Highly sensitive immunosensing of prostate-specific antigen based on ionic liquid-carbon nanotubes modified electrode: Application as cancer biomarker for prostate biopsies - Abstract

A novel and highly sensitive electrochemical immunosensor was developed for detection of prostate specific antigen (PSA) based on immobilization of PSA-antibody (anti-PSA) onto robust nano composite containing multiwalled carbon nanotubes (MWCNTs) and ionic liquid (IL)1-buthyl-methylpyrolydinium bis (trifluromethyl sulfonyl) imide [C4mpyr][NTf2].

Thionine was used as redox system for electrochemical probe. The adsorbed thionine displayed a surface-controlled electrode process with electron transfer rate constant of 6.5s-1 and surface coverage of 3.1×10-11molcm-2. The PSA antibody (anti-PSA) was immobilized or entrapped in the nanocomposite and used in a sandwich type complex immunoassay with anti-PSA labeled with horseradish peroxidase (HRP) as secondary antibody and H2O2 as the substrate. Under optimal conditions, the DPV peak current of the immunosensor increased linearly with increasing PSA concentration in two concentration ranges, 0.2-1.0 and 1-40ngml-1 with detection limit 20pgml-1. The intra-assay and inter-assay coefficients of variation (CVs) for five replicate determinations were 2% and 1.35% at 5ngml-1 PSA. The immunosensor has been used for PSA detection in serum samples and the accuracy of the method was demonstrated by comparison to the standard ELISA assay. Furthermore, the immunosensor can be used for detection of PSA in prostate tissue samples. The simple one-step fabrication method, high sensitivity, good reproducibility and repeatability as well as acceptable accuracy for PSA detection in human serum samples are the main advantages of this immunosensor. Furthermore, the results indicate that differences in PSA concentration can be detected with the proposed immunosensor for cancer tissue samples which holds great promise in clinical screening of cancer biomarkers.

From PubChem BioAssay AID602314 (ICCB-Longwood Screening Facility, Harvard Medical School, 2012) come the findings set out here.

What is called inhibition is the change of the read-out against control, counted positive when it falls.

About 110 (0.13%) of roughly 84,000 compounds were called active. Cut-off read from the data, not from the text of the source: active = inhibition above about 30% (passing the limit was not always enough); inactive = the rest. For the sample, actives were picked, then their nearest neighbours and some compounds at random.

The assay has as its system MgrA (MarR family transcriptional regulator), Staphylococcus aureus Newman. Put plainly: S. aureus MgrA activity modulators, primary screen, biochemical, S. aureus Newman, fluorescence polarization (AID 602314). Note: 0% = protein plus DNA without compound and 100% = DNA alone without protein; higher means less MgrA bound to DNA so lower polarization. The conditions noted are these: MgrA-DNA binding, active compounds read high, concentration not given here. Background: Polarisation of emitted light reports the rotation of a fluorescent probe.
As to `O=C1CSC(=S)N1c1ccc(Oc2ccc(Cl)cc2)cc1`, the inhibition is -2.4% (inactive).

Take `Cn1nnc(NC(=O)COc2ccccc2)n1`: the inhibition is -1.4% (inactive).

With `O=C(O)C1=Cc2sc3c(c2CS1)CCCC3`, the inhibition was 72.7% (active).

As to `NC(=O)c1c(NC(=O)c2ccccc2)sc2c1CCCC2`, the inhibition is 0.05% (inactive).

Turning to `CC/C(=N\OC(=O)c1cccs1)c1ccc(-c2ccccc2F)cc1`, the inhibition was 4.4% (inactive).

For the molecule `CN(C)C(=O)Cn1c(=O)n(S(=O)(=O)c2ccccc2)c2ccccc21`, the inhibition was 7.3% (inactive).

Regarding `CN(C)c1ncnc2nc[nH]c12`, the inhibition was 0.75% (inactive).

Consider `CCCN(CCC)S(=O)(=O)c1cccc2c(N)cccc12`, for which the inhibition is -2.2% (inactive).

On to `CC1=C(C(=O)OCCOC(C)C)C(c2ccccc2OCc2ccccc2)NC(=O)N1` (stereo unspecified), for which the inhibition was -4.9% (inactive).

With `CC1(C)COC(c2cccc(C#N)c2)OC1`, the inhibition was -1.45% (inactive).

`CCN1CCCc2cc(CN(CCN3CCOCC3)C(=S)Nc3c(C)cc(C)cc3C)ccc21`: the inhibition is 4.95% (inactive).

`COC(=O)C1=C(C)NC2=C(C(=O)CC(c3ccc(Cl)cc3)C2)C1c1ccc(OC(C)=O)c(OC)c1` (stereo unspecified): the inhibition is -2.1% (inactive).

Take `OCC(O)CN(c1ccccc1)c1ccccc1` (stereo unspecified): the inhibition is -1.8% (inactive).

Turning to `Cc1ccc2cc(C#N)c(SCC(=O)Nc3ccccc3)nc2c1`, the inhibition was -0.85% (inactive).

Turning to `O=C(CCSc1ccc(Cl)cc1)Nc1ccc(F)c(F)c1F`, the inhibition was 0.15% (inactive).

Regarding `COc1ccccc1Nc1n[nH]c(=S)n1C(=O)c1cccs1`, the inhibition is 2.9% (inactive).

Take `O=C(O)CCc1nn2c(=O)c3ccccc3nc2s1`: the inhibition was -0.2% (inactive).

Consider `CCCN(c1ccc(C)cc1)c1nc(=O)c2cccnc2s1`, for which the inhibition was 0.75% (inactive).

Written by:
Salimi A, Kavosi B, Fathi F, Hallaj R.   Are you the author?
Department of Chemistry, University of Kurdistan, P.O. Box 416, Sanandaj, Iran; Research Center of Nanotechnology, University of Kurdistan, P.O. Box 416, Sanandaj, Iran.

Reference: Biosens Bioelectron. 2012 Oct 23;42C:439-446.
doi: 10.1016/j.bios.2012.10.053

PubMed Abstract
PMID: 23235113

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